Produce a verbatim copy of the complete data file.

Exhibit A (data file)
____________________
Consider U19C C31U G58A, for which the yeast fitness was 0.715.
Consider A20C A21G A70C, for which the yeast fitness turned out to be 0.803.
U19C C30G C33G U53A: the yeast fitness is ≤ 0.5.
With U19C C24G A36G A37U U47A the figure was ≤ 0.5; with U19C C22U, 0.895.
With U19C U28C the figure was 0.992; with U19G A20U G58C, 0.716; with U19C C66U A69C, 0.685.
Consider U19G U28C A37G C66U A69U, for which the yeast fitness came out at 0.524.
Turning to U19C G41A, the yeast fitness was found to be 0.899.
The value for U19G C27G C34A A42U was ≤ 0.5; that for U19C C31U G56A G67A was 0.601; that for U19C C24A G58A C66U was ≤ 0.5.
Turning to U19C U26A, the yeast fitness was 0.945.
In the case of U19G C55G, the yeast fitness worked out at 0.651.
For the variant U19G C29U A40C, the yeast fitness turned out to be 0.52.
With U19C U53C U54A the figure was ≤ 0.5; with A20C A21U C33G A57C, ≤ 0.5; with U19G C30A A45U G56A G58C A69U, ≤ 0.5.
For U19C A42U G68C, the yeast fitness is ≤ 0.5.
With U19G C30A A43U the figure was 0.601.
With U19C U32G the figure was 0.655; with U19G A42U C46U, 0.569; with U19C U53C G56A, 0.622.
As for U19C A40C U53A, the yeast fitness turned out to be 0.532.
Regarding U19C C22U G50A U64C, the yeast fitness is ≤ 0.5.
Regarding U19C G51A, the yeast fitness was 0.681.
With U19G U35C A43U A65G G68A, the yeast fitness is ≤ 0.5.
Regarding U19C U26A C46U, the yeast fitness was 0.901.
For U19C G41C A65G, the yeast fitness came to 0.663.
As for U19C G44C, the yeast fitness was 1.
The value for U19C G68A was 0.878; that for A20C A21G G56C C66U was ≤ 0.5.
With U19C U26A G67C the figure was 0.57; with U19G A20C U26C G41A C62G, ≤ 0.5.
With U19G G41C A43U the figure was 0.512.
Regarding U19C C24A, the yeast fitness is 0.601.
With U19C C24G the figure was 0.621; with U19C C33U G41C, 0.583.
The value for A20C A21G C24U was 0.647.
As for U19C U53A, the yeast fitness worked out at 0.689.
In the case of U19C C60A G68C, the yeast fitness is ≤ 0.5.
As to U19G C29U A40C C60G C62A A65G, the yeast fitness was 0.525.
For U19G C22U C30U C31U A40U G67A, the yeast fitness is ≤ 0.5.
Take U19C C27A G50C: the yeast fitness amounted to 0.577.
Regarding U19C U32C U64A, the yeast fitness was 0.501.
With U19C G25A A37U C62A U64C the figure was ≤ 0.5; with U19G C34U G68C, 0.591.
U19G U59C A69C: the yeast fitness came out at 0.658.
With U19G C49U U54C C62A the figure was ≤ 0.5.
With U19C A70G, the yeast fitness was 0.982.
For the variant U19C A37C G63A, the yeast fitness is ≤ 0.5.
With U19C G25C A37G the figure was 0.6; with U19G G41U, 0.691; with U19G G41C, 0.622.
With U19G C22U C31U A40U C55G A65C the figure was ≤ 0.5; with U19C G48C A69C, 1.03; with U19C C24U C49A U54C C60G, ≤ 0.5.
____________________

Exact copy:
Consider U19C C31U G58A, for which the yeast fitness was 0.715.
Consider A20C A21G A70C, for which the yeast fitness turned out to be 0.803.
U19C C30G C33G U53A: the yeast fitness is ≤ 0.5.
With U19C C24G A36G A37U U47A the figure was ≤ 0.5; with U19C C22U, 0.895.
With U19C U28C the figure was 0.992; with U19G A20U G58C, 0.716; with U19C C66U A69C, 0.685.
Consider U19G U28C A37G C66U A69U, for which the yeast fitness came out at 0.524.
Turning to U19C G41A, the yeast fitness was found to be 0.899.
The value for U19G C27G C34A A42U was ≤ 0.5; that for U19C C31U G56A G67A was 0.601; that for U19C C24A G58A C66U was ≤ 0.5.
Turning to U19C U26A, the yeast fitness was 0.945.
In the case of U19G C55G, the yeast fitness worked out at 0.651.
For the variant U19G C29U A40C, the yeast fitness turned out to be 0.52.
With U19C U53C U54A the figure was ≤ 0.5; with A20C A21U C33G A57C, ≤ 0.5; with U19G C30A A45U G56A G58C A69U, ≤ 0.5.
For U19C A42U G68C, the yeast fitness is ≤ 0.5.
With U19G C30A A43U the figure was 0.601.
With U19C U32G the figure was 0.655; with U19G A42U C46U, 0.569; with U19C U53C G56A, 0.622.
As for U19C A40C U53A, the yeast fitness turned out to be 0.532.
Regarding U19C C22U G50A U64C, the yeast fitness is ≤ 0.5.
Regarding U19C G51A, the yeast fitness was 0.681.
With U19G U35C A43U A65G G68A, the yeast fitness is ≤ 0.5.
Regarding U19C U26A C46U, the yeast fitness was 0.901.
For U19C G41C A65G, the yeast fitness came to 0.663.
As for U19C G44C, the yeast fitness was 1.
The value for U19C G68A was 0.878; that for A20C A21G G56C C66U was ≤ 0.5.
With U19C U26A G67C the figure was 0.57; with U19G A20C U26C G41A C62G, ≤ 0.5.
With U19G G41C A43U the figure was 0.512.
Regarding U19C C24A, the yeast fitness is 0.601.
With U19C C24G the figure was 0.621; with U19C C33U G41C, 0.583.
The value for A20C A21G C24U was 0.647.
As for U19C U53A, the yeast fitness worked out at 0.689.
In the case of U19C C60A G68C, the yeast fitness is ≤ 0.5.
As to U19G C29U A40C C60G C62A A65G, the yeast fitness was 0.525.
For U19G C22U C30U C31U A40U G67A, the yeast fitness is ≤ 0.5.
Take U19C C27A G50C: the yeast fitness amounted to 0.577.
Regarding U19C U32C U64A, the yeast fitness was 0.501.
With U19C G25A A37U C62A U64C the figure was ≤ 0.5; with U19G C34U G68C, 0.591.
U19G U59C A69C: the yeast fitness came out at 0.658.
With U19G C49U U54C C62A the figure was ≤ 0.5.
With U19C A70G, the yeast fitness was 0.982.
For the variant U19C A37C G63A, the yeast fitness is ≤ 0.5.
With U19C G25C A37G the figure was 0.6; with U19G G41U, 0.691; with U19G G41C, 0.622.
With U19G C22U C31U A40U C55G A65C the figure was ≤ 0.5; with U19C G48C A69C, 1.03; with U19C C24U C49A U54C C60G, ≤ 0.5.